Davey Gerhard, Canon for Stewardship, describes successful Expanding Horizons capital campaign
An interview by Donald Miller
The Diocese of California is uniquely positioned to face post-pandemic realities by providing resources that address critical issues, especially among congregations and the wider community of the San Francisco Bay Area. Through extensive fundraising, Bishop Marc Handley Andrus, working closely with Canon for Stewardship Davey Gerhard, secured an unprecedented amount of funding that will equip the Diocese of California to face the future with confidence. Important institutions such as the Bishop’s Ranch and Episcopal Impact Fund, among many others, were the beneficiaries of the Expanding Horizons campaign.
The Diocese of California is one of only a few Episcopal dioceses with a staff role dedicated to stewardship and development. In this Q&A interview with Canon Davey he described the Expanding Horizons capital campaign, which raised more than $15 million for congregations, ministries, and diocesan institutions between 2016 to 2019.
Q: What were the origins of the Expanding Horizons Campaign?
Gerhard: One of the conversations that the bishop and I had right from the outset was that we need to run a capital campaign to increase capacity in the diocesan budget to help congregations and to shore up some diocesan institutions and give them essential help. In 2013, such was the landscape in San Francisco with the tech boom and unprecedented wealth in the Bay Area, that we thought, “This is the time to run the kind of campaign that could really ensure the diocese could operate well and serve its congregations.”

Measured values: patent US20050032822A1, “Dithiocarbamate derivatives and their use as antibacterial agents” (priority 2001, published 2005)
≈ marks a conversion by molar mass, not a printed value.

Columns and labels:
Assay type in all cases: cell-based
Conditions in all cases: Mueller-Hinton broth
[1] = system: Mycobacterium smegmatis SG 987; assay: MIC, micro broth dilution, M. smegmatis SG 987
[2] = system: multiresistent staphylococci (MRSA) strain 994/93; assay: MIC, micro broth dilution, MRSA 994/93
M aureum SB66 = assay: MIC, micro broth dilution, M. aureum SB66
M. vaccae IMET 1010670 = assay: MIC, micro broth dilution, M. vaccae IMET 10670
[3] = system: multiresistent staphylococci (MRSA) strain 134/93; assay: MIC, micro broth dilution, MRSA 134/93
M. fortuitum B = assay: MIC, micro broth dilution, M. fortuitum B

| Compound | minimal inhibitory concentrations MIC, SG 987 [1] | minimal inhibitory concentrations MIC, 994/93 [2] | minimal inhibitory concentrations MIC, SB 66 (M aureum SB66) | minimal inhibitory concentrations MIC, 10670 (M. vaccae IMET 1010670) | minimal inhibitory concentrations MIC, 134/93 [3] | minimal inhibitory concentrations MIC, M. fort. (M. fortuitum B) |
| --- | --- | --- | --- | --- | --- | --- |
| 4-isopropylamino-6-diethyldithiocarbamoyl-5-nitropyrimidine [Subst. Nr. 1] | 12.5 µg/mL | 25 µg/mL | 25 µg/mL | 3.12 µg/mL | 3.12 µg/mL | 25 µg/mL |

And the other thing that Bishop Marc and I wanted to accomplish was to continue the work of the diocese as a thought leader in the Bay Area. So, really establishing, reminding, that we are relevant and that we have something to say about what our civic Bay Area life is and how a community should function. A lot of our work with Expanding Horizons was to raise that awareness as well.
Q: Did the campaign address essential housing?